Resistance to the bill within the governing coalition proved too strong, as opponents believe it will create problems for business.
Lela Sturua, spokesperson for National Center for Disease Control, told DFWatch that the government disliked the amendments which would prohibit smoking at restaurants and force all facilities to allocate a smoking area by 2018.
There would also be an amendment to the law on advertising, prohibiting all commercials for tobacco products.
The bill would ‘radically’ increase the fine for smoking in a prohibited area. The fine for this is currently 20 laris.
It suggested strengthening the enforcement mechanism. The Health Ministry’s regulating body would be responsible for monitoring offenses under its area of responsibility, whic restaurants, cafes and other places would be under supervision of other ministries.
In 2013, then Prime Minister Bidzina Ivanishvili, who put together the ruling Georgian Dream coalition, introduced a 5-year action plan, bringing in stricter control with tobacco products. However, for the past three years nothing has changed.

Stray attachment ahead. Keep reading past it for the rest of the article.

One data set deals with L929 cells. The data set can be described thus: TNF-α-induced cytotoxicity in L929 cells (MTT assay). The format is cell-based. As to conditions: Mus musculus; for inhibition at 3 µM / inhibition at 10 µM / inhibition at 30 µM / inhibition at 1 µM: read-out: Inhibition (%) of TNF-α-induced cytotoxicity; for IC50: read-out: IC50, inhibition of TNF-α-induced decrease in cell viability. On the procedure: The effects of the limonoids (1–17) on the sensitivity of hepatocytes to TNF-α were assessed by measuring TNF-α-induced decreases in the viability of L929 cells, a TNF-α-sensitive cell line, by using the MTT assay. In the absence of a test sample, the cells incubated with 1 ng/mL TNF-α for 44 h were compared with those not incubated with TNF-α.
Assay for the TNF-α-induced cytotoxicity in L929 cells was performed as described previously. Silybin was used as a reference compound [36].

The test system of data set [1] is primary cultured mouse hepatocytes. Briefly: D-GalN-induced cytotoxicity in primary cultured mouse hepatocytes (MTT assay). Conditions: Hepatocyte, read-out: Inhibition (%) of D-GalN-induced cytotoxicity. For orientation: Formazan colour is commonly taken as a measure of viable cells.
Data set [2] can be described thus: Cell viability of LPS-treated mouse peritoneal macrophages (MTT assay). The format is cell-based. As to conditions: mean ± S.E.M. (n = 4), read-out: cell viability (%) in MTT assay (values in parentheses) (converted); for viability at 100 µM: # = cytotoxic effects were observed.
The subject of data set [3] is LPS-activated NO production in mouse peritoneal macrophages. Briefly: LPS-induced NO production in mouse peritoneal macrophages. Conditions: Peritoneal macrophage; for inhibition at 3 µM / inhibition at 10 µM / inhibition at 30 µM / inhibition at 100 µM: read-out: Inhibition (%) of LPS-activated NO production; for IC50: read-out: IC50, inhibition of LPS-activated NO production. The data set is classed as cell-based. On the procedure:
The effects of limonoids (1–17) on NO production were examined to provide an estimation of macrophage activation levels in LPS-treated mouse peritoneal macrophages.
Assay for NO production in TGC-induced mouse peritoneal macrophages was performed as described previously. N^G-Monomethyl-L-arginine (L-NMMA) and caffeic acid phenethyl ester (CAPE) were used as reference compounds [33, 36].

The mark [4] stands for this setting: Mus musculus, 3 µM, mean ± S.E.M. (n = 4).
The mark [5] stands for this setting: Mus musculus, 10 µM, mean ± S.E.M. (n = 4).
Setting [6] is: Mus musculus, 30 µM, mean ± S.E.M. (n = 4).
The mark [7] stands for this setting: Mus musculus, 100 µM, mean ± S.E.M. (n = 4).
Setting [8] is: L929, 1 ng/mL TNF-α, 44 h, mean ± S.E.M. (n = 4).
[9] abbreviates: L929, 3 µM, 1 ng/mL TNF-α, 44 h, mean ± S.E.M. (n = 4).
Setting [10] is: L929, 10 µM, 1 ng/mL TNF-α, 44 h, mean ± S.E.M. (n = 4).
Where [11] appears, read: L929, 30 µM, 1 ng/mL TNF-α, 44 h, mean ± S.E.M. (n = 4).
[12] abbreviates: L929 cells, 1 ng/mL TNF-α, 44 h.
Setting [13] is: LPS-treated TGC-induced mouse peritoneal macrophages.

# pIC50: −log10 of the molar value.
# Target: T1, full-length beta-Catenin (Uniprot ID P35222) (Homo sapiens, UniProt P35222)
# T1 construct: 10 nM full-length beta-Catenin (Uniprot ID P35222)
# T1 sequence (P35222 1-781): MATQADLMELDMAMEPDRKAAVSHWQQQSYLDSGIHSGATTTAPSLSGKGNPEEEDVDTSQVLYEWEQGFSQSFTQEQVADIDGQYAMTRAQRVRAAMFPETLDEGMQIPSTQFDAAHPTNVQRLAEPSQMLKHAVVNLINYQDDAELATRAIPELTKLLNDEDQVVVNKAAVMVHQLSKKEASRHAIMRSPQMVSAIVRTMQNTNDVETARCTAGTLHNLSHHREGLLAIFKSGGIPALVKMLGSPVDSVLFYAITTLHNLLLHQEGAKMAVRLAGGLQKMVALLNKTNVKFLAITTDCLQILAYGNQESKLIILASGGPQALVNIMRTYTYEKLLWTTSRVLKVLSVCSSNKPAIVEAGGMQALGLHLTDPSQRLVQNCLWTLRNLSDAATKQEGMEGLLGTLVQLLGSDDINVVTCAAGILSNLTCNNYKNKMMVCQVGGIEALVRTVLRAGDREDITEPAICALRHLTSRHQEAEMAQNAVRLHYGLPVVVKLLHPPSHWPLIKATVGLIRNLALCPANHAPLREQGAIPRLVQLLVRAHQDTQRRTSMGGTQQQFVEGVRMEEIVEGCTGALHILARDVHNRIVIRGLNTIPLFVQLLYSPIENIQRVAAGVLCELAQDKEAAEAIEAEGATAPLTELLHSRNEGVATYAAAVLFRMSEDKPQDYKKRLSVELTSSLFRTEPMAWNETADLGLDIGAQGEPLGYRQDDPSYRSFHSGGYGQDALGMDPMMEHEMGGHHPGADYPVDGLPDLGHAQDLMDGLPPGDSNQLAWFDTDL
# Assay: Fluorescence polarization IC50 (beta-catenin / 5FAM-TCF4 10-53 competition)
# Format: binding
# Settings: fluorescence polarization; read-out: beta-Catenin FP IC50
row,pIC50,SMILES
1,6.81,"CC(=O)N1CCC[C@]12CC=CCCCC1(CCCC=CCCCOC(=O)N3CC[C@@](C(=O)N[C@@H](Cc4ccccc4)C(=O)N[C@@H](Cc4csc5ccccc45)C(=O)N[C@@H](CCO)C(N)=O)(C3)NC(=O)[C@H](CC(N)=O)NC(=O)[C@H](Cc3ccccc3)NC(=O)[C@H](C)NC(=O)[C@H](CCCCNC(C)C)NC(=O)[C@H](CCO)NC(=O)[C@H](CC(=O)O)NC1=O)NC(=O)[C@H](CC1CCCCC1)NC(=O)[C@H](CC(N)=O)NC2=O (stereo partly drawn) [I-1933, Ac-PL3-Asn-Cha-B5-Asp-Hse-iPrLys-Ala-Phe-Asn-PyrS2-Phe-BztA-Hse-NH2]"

Sturua told DFWatch that the regulations would only have become stricter if parliament had passed the amendments, because the current regulations lack an enforcement mechanism.
Ivanishvili presented statistics showing that tobacco kills about 6 million people annually, 600,000 of whom die from second-hand smoke. 1.2 billion people are addicted to smoking. In Georgia, according to the World Health Organization (WHO), 9,000-11,000 people die from smoking each year.
A survey conducted by WHO in 2010 showed that 30.3 percent of Georgians smoke (55.5 percent of men, 4.8 percent of women).